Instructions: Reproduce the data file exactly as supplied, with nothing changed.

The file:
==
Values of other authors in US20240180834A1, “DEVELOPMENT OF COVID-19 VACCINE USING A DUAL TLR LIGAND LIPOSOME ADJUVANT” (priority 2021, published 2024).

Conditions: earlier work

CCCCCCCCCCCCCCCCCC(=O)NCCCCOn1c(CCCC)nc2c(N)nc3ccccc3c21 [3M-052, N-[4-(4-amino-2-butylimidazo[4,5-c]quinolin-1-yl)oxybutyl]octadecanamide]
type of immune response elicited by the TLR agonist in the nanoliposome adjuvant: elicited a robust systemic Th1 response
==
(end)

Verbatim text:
Values of other authors in US20240180834A1, “DEVELOPMENT OF COVID-19 VACCINE USING A DUAL TLR LIGAND LIPOSOME ADJUVANT” (priority 2021, published 2024).

Conditions: earlier work

CCCCCCCCCCCCCCCCCC(=O)NCCCCOn1c(CCCC)nc2c(N)nc3ccccc3c21 [3M-052, N-[4-(4-amino-2-butylimidazo[4,5-c]quinolin-1-yl)oxybutyl]octadecanamide]
type of immune response elicited by the TLR agonist in the nanoliposome adjuvant: elicited a robust systemic Th1 response